Now from the ashes of destruction, a hero appears to defend the people...Judge Steve Power! Fear his blade.
Legend tells of a secret army…The Amen-Osa, The Phantom Masters.
Blade of the Phantom Master is billed as the first theatrical collaboration between Japanese and Korean animators. It is yet another in a long line of features with scant runtimes based on epic length Manga graphic novels. Anime fans may enjoy the hodgepodge of fantasy action, post apocalyptic wastelands, and phantom armies, The action is certainly tight, but several elements conspire to make this one a little less than the sum of its parts.
Facts of the Case
The ancient Empire of Jushin has fallen, leaving behind only the tattered remnants of its once glorious cities and vast wastelands. The ruined world is now home to all manner of freaks and mutations, and what's left of humanity struggles to survive. Wandering the wastes is Munsu, member of the consummate anime badass society, a walking lone wolf cliché armed to the teeth with blade and bullet. Turns out he's the last living member of the Amen-Osa, feared secret police of the Jushin, and master of a phantom army. He just wants to carry out his quest for vengeance, but that damn conscience of his keeps getting him into situations where he has to help the hopeless people he encounters.
Throughout my time with Blade of the Phantom Master, my mind kept going back to Fist of the North Star—a gem of karate violence and exploding heads in a post apocalyptic wasteland which has been impossible to find on DVD until recently. Both films share a bleak landscape of ruined cities, harsh deserts, lone wolf anti-heroes, and crazy violence. It sounds awesome on paper, and in spite of being a walking anime cliché, the protagonist is a solid enough character to pin the story on, but none of the elements ever really come together to form any kind of cohesive whole.
The show is split into easily discernable acts and plot threads that run strongly through one may get tossed to the wayside in another. The show also shifts tone rather abruptly, going from action to mystery and back again. It feels like an aborted series, like they took three random episodes from a sampling of six or seven and spliced them into a feature length film.
Being a theatrical feature released in 2004, the quality of the animation is pretty good, but it does suffer from that "a touch too digital" look that you see in more recent series. The traditional line work looks anything but hand drawn (though, in truth, it probably was), and combined with the less than imaginative character designs; the whole flick has a sort of generic look. There are a few set pieces that boarder on awesome, but the overall package is neither particularly good, nor really what I could call horribly bad.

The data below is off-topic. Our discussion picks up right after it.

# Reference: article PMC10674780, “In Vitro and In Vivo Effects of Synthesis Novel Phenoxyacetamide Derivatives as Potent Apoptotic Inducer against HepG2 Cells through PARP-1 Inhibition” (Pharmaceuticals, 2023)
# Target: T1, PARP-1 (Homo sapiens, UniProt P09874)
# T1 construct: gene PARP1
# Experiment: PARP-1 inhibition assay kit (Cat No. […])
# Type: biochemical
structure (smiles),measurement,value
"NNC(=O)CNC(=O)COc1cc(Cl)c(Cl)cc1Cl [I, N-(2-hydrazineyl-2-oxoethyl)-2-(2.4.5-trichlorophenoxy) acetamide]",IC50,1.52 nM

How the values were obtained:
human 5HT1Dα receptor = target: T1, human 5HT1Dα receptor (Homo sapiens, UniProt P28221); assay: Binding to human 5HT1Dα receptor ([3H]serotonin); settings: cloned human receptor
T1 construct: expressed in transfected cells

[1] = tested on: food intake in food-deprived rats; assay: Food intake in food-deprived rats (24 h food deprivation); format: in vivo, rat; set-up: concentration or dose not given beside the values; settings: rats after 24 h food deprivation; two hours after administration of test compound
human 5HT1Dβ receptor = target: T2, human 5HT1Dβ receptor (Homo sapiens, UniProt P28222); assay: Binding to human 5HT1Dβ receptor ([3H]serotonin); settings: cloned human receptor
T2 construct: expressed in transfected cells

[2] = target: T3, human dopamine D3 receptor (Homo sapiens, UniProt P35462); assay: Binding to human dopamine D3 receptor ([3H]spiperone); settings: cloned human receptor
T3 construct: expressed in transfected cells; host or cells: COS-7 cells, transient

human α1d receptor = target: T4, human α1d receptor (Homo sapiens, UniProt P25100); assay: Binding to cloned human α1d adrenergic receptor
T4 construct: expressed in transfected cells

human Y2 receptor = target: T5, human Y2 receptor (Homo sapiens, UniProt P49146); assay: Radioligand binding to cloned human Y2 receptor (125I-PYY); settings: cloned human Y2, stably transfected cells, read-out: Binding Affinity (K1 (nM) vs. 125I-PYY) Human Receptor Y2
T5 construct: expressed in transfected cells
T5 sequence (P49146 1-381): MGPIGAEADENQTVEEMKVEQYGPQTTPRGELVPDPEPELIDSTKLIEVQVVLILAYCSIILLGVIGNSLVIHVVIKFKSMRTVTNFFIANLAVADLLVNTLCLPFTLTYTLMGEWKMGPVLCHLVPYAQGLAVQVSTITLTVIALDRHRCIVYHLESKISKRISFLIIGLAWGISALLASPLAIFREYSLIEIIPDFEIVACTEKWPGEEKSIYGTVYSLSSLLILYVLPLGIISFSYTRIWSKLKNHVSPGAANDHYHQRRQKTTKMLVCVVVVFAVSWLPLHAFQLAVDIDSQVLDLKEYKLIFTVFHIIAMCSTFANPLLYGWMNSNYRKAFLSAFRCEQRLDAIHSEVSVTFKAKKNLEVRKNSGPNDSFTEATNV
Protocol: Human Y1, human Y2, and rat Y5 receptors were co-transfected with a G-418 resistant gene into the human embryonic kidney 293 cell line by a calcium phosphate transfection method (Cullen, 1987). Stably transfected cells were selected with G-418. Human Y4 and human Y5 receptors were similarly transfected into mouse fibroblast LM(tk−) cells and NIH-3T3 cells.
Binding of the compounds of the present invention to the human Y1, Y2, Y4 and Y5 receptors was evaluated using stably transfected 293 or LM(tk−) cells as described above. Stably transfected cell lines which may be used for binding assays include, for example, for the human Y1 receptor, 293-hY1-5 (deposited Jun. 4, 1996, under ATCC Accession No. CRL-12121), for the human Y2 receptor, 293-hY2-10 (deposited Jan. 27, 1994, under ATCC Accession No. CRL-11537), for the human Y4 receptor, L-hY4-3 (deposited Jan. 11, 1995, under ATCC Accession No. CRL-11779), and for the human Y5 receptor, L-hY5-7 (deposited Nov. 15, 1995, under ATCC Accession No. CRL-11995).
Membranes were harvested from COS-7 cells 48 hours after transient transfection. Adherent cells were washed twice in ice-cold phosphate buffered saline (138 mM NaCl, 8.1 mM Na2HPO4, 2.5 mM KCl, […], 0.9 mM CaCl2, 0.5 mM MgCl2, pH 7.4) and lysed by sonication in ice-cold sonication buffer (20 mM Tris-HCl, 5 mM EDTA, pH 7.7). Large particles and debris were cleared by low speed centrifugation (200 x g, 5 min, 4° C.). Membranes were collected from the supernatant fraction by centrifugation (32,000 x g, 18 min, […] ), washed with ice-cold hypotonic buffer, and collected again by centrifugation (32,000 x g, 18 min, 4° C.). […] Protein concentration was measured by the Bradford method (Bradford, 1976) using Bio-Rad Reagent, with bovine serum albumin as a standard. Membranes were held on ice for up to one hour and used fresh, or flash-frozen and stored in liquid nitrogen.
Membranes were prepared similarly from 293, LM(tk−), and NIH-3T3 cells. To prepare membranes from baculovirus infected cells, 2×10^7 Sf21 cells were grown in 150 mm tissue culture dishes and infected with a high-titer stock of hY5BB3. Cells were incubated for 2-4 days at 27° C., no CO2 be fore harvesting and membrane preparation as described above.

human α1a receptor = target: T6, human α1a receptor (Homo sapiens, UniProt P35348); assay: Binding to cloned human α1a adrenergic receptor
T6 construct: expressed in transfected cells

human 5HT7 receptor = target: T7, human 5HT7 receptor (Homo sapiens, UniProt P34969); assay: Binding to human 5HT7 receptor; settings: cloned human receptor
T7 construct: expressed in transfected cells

This is Blade of the Phantom Master's second bow on DVD, and it's basically a repackaged version of the old ADV Films release. The transfer is fine, looking generally sharp and clean without much to complain about. The image looks a touch soft, and the digital source's relatively low resolution (I doubt this was a High Definition master) does make for some color banding, but I'd reckon that has more to do with the source material, and I can't really fault the DVD. The audio is pretty punchy, and the ADV-produced dub of the series works well enough, with their stable of voice actors matching the tone of the original Japanese audio pretty closely (though some humor has filtered into the script). Whether you get into the Japanese audio or the English, the sound field is well separated and there's enough 'oomph' to please the ears, but it's really nothing too exceptional.
For extras we get a 10-minute look at the crafting of some of the films CG scenes, which certainly managed to impress me. Beyond that, you get some cast bits, a look at some storyboards, and some production sketches and trailers. It's all pretty standard fare for an anime disc and lacks any significant amount of production, which makes it feel pretty dry. Still, compared to many discs, it's more than one would typically expect.
Blade of the Phantom Master manages to trudge along and, when the action hits, it's competent enough. It's certainly derivative of other better features, and shoddy plotting and execution keep it from truly making any sort of lasting impression or really being memorable.
Guilty of being completely average. An interesting premise and sharp
influences get swallowed up by anime cliché and poor plotting. It's not
horrible or anything, but I can't recommend it.
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